In the United States, we’ve been talking a lot about the Affordable Care Act (ACA), or “Obamacare”. We have heard President Obama and health policy experts claim that it will be a safety net not only for the poor but also for the middle class by expanding coverage to those who have previously been unable to get health insurance for a variety of reasons. Some did not qualify for coverage through their employers and found the individual insurance market too costly without their employer subsidizing the premium and too confusing to understand without assistance. Others may have been unable to afford coverage from any source because they were low income but were earning just above the income limits for public options like Medicaid or the State Children’s Health Insurance Program (SCHIP). For example, before the ACA, a low income male would only qualify for Medicaid if 1) he had income under a specific level and 2) he met a “categorical” requirement, such as having children or being elderly or disabled. Continue reading

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Adjusting Public Finances By Cutting Welfare is Too Simplistic

Cuts protest

Photo Credit: Fibonacci Blue (Creative Commons BY)

By Georg Wenzelburger, Albert-Ludwigs-Universität Freiburg

Cross-post from LSE, Originally Published February 12, 2014

The argument that cutting social spending is an essential part of necessary fiscal adjustments is pervasive. That slashing welfare does not harm economic growth while tax hikes do is treated as received wisdom by many academics and policymakers. Georg Wenzelburger deconstructs the argument in favour of welfare cuts, writing that we need a much more nuanced understanding of the underlying mechanisms which distinguish successful from unsuccessful adjustments.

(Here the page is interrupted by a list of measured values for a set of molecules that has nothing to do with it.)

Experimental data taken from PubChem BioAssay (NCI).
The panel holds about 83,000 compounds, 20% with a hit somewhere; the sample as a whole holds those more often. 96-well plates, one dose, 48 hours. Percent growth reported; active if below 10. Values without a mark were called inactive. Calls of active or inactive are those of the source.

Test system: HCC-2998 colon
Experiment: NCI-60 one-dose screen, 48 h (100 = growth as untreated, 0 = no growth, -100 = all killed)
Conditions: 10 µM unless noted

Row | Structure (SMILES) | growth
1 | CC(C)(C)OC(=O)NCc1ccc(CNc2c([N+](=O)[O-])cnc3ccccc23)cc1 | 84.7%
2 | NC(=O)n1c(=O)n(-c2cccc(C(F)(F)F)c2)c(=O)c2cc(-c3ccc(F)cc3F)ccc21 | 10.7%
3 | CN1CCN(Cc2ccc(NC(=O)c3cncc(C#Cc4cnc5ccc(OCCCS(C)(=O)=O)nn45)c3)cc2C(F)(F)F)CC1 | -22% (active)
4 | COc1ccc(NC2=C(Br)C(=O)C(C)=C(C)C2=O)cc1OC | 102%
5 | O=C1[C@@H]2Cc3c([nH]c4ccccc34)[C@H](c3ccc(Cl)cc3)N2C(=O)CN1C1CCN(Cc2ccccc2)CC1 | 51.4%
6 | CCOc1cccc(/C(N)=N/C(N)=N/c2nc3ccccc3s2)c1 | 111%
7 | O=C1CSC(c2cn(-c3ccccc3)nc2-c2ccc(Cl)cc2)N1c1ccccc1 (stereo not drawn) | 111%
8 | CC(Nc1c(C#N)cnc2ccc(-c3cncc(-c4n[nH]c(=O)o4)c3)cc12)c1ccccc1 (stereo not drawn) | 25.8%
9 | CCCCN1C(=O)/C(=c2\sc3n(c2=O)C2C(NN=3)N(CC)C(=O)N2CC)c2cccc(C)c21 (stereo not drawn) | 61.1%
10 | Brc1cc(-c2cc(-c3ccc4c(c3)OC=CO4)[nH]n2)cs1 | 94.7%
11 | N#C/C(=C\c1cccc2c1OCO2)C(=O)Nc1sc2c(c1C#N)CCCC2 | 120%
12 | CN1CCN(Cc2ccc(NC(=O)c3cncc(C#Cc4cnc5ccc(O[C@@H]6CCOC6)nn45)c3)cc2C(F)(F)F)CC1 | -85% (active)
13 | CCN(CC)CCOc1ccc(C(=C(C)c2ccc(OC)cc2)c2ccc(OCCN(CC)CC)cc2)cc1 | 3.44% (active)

“Any fiscal adjustment hoping to be successful cannot avoid dealing with cuts in the welfare state and in government wages and employment”. This statement by economists Alberto Alesina and Roberto Perotti (see p.227 here) is just one example of the advice commonly given to policy-makers that budget consolidations are only successful (i.e. lead to economic growth) if welfare benefits are slashed. Continue reading

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JPP Issue 34.1: Letter from the Editors


By Anthony Bertelli (@tonybertelli), University of Southern California and Peter John (@peterjohn10), University College London

Issue 34.1 of the Journal of Public Policy goes to print this coming April. But, given that all the articles published in this issue are already available online via FirstView, we thought it wise to share our letter from the editors here with you in advance of the printed issue.

With a host of interesting articles, this issue welcomes a large new group of exceptional scholars to our editorial board. We are delighted to be able to draw on their wealth of experience in public policy processes, policy analysis, bureaucratic politics and public management, American and comparative political institutions, political economy, democratic theory, regulation, taxation, governance, social networks and research methods, as well as substantive domains such as education, social welfare, urban, and health policy.  The new board members are as follows: Continue reading